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The need to reinvent primary care

March 24, 2017

Primary care is "first-contact, continuous, comprehensive, and coordinated care provided to populations undifferentiated by gender, disease, or organ system." High-quality primary care has been associated with improved population health, lower costs, and greater equity. Despite this evidence, primary care has been consistently under-resourced, accounting for just six to eight percent of US health care expenditures. Newer payment models introduced under the Affordable Care Act raised expectations, but even those modest gains appear threatened under the new administration in Washington. It is unrealistic to anticipate a significant influx of resources into primary care anytime soon. A special issue of the Journal of General Internal Medicine, just published, takes a look at primary care today.

Thus, at least in the short term, physicians, patients and policymakers interested in supporting a more comprehensive, dynamic and thriving primary care sector in the United States cannot depend wholly on the federal government. Fortunately, there is still much that can be done. We need to look to new models that deliver a better care experience, achieve better population health outcomes, and control costs. In short, we need to reinvent primary care.

In this issue of the Journal of General Internal Medicine, six articles review the current landscape of primary care innovation; stimulate thinking on new directions for primary care; and begin to construct an agenda for energetic reform. In the first article, Ellner and Phillips provide a roadmap for primary care reinvention. In the next piece, Shrank discusses how new primary care delivery models, harnessed to changing consumer expectations, can lead to more patient-centered care. An article by Hochman and Asch contrasts two divergent approaches to caring more effectively for vulnerable, high-need, high-cost populations: specialized clinics and complex case management. Kroenke and Unutzer review the body of evidence supporting collaborative care models for improving quality of mental health services delivery in primary care. Young and Nesbitt offer hope that technology can extend the reach and enhance the effectiveness of PCPs as they strive to manage the health care needs of a defined population. Finally, Cassel and Wilkes focus on one aspect of the primary care workforce development problem: nurturing student interest in primary care during medical school.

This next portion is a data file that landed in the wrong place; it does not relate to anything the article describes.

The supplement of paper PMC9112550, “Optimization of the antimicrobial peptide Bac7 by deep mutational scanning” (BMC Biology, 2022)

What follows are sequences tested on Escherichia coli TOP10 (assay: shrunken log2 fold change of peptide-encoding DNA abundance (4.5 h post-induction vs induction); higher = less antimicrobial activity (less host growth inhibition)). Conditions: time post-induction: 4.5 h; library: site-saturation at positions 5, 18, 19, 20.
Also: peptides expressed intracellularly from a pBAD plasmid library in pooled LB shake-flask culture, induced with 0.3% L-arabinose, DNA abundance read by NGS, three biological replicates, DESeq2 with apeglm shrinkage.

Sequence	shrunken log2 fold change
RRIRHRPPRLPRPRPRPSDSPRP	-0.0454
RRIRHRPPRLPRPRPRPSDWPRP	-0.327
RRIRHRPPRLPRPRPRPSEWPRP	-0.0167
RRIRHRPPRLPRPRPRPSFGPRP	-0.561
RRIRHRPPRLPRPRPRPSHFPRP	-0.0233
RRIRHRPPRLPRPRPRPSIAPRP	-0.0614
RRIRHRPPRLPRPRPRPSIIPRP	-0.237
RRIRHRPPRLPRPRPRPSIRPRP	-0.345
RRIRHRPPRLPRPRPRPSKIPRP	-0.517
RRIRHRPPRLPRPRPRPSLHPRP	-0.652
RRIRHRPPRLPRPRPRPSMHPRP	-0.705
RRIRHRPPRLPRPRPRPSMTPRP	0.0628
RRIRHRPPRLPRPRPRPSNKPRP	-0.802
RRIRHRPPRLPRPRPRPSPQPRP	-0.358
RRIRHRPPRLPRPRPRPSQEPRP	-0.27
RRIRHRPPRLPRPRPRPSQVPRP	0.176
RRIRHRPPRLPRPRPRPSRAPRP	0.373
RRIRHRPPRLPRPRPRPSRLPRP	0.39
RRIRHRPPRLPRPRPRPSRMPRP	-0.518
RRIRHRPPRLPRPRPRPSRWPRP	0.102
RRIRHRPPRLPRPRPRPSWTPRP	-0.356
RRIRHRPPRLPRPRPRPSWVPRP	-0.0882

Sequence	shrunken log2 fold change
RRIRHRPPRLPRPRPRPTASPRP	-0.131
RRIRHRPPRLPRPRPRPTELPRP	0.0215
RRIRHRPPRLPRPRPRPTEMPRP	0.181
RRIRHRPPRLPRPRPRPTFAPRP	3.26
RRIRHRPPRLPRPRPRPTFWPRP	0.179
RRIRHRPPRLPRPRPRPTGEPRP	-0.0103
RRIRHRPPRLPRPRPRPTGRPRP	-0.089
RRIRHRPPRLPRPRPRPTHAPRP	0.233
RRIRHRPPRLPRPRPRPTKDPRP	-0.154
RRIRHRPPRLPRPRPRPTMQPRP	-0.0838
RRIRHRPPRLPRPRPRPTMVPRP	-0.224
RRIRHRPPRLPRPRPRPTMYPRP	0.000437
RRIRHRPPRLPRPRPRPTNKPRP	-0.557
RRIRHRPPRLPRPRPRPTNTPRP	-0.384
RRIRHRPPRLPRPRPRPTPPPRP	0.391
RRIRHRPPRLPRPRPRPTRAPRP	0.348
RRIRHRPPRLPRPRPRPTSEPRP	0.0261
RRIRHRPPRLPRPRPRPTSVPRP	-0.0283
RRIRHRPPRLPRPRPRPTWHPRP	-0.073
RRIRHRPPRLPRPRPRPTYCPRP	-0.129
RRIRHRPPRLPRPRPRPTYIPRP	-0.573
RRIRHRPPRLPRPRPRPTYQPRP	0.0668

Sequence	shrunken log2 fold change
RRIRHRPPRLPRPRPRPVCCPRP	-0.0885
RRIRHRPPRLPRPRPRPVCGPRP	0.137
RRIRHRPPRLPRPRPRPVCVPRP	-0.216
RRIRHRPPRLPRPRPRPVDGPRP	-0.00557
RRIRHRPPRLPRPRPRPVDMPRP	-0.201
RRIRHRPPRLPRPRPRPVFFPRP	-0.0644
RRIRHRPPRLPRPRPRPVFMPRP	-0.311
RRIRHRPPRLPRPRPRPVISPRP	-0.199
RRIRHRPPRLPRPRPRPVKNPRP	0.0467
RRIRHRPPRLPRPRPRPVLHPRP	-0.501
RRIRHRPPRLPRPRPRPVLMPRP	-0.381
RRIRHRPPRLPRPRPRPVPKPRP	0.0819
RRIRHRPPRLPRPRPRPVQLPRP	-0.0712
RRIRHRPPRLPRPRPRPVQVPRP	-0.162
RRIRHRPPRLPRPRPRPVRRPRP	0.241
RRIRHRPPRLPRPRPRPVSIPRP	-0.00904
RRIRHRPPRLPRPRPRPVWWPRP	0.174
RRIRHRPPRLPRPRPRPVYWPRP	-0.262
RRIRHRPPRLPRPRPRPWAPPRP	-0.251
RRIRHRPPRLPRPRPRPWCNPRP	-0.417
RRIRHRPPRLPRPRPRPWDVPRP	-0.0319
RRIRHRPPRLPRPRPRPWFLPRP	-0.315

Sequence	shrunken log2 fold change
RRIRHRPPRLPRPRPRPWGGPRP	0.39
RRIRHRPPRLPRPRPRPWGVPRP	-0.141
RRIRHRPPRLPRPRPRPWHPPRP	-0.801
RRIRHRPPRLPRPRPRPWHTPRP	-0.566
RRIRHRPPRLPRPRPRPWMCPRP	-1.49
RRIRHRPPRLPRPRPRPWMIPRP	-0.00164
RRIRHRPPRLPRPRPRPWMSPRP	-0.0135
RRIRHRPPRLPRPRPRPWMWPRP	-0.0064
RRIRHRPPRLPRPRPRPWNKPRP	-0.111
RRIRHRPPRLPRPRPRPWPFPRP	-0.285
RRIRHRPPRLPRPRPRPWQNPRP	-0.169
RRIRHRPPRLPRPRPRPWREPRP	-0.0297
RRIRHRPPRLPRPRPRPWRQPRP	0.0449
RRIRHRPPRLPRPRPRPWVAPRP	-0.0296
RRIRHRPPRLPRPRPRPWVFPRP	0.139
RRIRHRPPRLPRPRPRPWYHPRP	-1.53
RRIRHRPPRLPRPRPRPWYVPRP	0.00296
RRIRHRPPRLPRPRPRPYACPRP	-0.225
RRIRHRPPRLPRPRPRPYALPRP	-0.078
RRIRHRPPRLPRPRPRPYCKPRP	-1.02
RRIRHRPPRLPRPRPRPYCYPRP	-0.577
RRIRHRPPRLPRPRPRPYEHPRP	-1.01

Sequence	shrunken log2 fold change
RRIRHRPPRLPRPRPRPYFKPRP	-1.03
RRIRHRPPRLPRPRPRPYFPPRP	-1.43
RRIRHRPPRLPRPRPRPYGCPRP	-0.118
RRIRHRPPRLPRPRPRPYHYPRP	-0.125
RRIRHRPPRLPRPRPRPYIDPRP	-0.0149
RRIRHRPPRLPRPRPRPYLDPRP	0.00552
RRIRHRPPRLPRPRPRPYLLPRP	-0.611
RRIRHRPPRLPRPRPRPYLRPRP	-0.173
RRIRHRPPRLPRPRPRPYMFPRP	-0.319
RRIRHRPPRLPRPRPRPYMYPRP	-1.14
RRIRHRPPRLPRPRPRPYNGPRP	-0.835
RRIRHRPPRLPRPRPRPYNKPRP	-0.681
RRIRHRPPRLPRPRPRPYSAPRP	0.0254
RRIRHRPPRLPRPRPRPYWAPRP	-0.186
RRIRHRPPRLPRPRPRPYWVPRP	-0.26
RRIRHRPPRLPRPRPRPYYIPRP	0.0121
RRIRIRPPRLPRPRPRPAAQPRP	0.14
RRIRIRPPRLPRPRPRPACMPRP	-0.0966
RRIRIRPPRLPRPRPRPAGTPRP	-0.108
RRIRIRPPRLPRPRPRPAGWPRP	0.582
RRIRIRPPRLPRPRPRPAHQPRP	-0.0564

The common thread in these six articles is the importance of preserving and supporting trusting, longitudinal relationships between patients and competent, caring primary care physicians who are committed to their well-being. Other relationships are also vital, including those involving office staff, subspecialists, mental health consultants, and complex care management teams. An accompanying editorial by Kravitz and Feldman concludes that systems that support and nurture these human relationships will thrive; those that ignore them will ultimately falter.
-end-
References:

1. Journal of General Internal Medicine, Volume 32, Issue 4, April 2017, Special Issue on Primary Care: https://link.springer.com/journal/11606/32/4/page/1

2. The Journal of General Internal Medicine is the official journal of the Society of General Internal Medicine. https://www.sgim.org/

Springer

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